The House also includes adjustments for teaching hospitals and for hospitals that serve a large percentage of poor patients. And it allocates $76 million beyond the Senate proposal to help offset the hit to safety-net hospitals.
Safety-net hospitals have panned the Senate version, saying it disproportionately hurts hospitals that serve low-income patients and train new doctors.
“Our state’s teaching, public and children’s hospitals are alarmed that the Senate’s plan would result in such deep funding cuts to facilities that educate our next generation of doctors and provide specialized care to some of our state’s sickest children,” said Tony Carvalho, the president of the safety net alliance. “This is a major redistribution of dollars from safety-net hospitals to for-profit hospitals.”
Carvalho and others are rallying behind the House plan, which wouldn’t cut Medicaid funding for Jackson. Broward Health would lose about $524,000 under the House proposal — far less than what the upper chamber is suggesting — while Miami Children’s would come out about $4.6 million ahead of the $92 million it would have received under the old formula, according to the analysis from the safety net alliance.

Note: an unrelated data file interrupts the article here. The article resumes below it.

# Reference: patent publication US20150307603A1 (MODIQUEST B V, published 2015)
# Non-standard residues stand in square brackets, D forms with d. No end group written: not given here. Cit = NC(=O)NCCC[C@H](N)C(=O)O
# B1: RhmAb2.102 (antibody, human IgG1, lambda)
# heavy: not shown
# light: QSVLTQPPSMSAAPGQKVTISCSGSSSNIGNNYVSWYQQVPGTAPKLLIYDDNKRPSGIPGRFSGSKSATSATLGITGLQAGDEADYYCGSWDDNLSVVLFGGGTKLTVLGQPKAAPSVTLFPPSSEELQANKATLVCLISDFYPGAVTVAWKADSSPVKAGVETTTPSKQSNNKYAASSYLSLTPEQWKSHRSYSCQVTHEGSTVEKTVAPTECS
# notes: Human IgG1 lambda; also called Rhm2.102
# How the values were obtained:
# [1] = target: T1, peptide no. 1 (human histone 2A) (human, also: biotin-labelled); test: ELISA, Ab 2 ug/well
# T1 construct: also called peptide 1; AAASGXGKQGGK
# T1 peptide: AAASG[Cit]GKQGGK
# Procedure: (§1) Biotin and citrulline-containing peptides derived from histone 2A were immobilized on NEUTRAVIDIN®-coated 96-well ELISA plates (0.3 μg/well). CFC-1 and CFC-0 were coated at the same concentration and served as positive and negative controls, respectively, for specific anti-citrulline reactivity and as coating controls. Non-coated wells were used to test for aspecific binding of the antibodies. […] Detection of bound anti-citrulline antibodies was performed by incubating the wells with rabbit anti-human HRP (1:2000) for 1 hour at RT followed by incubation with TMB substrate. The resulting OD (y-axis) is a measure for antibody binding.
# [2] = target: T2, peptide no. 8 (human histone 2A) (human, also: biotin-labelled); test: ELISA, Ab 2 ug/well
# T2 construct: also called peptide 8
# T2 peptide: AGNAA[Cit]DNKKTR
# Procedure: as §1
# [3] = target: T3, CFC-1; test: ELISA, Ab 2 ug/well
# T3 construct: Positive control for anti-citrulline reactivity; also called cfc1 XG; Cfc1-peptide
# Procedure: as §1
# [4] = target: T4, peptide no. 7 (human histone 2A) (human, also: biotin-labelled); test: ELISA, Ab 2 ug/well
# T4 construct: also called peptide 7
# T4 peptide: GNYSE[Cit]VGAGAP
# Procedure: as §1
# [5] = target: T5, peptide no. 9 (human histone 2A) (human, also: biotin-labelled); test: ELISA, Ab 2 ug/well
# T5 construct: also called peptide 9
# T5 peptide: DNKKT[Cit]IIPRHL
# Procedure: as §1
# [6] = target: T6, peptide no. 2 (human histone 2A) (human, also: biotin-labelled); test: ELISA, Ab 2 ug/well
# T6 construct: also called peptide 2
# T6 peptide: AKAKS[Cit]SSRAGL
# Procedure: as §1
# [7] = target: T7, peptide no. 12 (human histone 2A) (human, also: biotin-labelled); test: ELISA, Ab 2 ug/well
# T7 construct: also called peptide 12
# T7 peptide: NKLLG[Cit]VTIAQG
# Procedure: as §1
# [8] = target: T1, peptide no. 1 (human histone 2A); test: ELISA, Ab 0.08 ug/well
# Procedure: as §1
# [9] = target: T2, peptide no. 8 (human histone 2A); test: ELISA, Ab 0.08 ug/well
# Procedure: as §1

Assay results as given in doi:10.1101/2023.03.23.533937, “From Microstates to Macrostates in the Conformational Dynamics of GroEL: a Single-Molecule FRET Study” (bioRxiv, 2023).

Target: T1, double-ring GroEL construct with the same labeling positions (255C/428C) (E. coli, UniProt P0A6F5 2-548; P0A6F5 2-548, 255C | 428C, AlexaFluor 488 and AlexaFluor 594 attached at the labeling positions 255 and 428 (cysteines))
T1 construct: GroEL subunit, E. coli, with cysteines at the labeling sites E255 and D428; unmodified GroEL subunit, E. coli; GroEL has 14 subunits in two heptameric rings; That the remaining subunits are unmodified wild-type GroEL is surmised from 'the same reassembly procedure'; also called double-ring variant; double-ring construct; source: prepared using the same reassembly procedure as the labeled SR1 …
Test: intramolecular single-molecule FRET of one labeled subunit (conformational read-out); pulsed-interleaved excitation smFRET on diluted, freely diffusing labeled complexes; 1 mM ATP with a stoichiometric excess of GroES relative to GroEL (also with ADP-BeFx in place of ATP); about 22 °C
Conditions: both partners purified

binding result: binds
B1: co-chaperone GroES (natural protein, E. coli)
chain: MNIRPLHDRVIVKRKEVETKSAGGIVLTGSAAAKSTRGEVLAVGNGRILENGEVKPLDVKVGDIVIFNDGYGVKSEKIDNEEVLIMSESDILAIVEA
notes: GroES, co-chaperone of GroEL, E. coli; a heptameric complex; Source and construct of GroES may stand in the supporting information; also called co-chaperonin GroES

The House plan would benefit the state’s for-profit hospitals, too, albeit to a lesser degree than what the Senate has proposed. Baptist Health South Florida, for example, would gain about $7 million under the House plan, as compared to about $10 million under the Senate plan, the analysis shows.
Still, a Baptist spokeswoman said in an email that it prefers the House plan because it’s better for “our community.”
A spokeswoman for Senate President Don Gaetz told the Herald/Times that the Senate was not aware of the criticism of its plan. The Senate is still finalizing its official hospital-by-hospital report of how funding will be distributed.
But earlier this week, Sen. Denise Grimsley, R-Sebring, penned a letter to her Senate colleagues, noting that the change in payment method would “produce winners and losers.”
At Jackson, Migoya doesn’t want the state’s largest Medicaid provider to lose out on any more money.
“We are hoping that as we go through this process, we will get to something that is reasonable,” he said.
Miami Herald staff writers Marc Caputo and Daniel Chang contributed to this report. Kathleen McGrory can be reached at kmcgrory@MiamiHerald.com.